Related Blog Posts on Counting of the Omer

The Confirmation Revolution: Then and Now

Rabbi Lance J. Sussman

Today's North American Reform synagogues have increasingly begun to rethink and attempt to reinvigorate the contemporary practice of bar and bat mitzvah, a practice that may transform Reform Judaism in general. In many ways, these conversations are reminiscent of the emergence of confirmation at the beginning of the 19th century, a significant part of a broad effort to re-envision Judaism's well known adolescent rites-de-passage in communities throughout central Europe. In time, confirmation, largely became associated with Reform Judaism.

How Social Media Helps Me Keep Track of Jewish Time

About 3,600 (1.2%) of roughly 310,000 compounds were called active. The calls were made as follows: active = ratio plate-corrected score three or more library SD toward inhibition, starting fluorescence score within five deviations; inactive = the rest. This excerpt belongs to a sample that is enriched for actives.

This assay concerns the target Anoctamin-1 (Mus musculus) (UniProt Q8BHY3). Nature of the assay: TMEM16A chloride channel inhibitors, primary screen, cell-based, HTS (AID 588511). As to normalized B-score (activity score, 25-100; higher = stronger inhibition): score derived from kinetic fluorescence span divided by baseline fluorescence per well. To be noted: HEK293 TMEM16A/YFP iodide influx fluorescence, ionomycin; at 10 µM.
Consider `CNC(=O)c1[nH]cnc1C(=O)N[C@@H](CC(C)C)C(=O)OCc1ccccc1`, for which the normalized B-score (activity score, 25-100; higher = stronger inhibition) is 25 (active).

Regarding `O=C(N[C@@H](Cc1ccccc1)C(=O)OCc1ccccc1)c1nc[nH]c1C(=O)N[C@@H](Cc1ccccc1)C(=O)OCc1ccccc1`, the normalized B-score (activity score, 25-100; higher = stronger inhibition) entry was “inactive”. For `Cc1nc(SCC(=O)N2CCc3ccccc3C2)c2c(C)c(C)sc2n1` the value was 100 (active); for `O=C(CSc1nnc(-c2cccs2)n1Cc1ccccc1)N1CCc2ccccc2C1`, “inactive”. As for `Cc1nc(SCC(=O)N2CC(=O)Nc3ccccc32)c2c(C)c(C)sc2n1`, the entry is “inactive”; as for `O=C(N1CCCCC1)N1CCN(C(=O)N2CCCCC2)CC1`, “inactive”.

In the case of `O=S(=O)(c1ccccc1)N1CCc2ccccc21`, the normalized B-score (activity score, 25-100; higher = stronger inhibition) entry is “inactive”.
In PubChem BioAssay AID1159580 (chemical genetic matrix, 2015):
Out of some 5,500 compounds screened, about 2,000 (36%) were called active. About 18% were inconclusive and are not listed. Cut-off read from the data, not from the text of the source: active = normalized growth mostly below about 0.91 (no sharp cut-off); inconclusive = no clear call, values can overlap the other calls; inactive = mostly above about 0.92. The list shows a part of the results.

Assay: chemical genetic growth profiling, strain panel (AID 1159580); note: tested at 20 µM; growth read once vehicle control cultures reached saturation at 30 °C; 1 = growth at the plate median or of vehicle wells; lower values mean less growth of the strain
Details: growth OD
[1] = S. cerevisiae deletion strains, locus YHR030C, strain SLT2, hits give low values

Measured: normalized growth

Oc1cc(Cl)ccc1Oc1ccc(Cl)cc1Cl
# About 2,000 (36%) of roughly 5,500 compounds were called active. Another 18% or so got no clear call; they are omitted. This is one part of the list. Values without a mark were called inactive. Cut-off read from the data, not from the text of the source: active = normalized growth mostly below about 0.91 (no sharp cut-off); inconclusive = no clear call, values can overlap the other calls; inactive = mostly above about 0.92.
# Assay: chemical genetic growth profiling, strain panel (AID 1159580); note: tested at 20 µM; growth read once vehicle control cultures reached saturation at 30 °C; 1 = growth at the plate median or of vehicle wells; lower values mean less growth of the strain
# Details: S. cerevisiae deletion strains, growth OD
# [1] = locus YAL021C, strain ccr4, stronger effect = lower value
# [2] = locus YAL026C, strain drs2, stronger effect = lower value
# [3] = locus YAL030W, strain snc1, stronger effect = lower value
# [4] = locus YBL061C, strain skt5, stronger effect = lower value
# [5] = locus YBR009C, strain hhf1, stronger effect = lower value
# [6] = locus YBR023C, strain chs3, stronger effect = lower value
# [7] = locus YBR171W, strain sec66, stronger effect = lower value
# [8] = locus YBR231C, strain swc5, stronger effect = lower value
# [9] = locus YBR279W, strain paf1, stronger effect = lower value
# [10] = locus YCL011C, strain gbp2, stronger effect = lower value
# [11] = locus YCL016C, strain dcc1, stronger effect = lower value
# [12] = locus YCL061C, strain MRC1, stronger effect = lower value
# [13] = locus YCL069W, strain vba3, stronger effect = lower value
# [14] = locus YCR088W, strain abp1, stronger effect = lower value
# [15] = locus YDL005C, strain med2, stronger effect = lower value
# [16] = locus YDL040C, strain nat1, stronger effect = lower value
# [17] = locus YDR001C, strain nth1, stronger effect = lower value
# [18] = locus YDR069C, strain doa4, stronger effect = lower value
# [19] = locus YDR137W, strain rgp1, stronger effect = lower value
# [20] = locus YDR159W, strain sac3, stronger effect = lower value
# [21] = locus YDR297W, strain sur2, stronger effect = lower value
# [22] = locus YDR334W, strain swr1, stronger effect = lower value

Jane E. Herman

When someone asked a friend of mine what his daughter enjoys most about living in Israel, he explained that she loves the way the country’s secular rhythms synch seamlessly with religious time in a way that doesn’t happen in North America. By way of example, he described Shabbat and holidays as characterized by closed shops, quiet streets, and low-key television programming.

And Fly: A Poem for Counting the Omer

Stacey Zisook Robinson, z"l

Count your things.
Add them up.
Amass a pile of More.

Grab and gather
in forty-nine steps,
the firsts
of your herd,
your horde
your heart.
Count them
in countless succession:

All your best -
Your hopes.
Your sins.
Fill your tent;
load the baskets and bags

Sanctuary: A Poem for the End of Counting the Omer

Stacey Zisook Robinson, z"l

I counted out the measures
In cubits
and inches
and baskets of grain
And made a sanctuary
From a field of grass
And cornflowers,
And it was pleasing to behold,
And silent.

Beyond those borders,
Beyond the altars and their
Sacred, silent beauty,
Lay the wild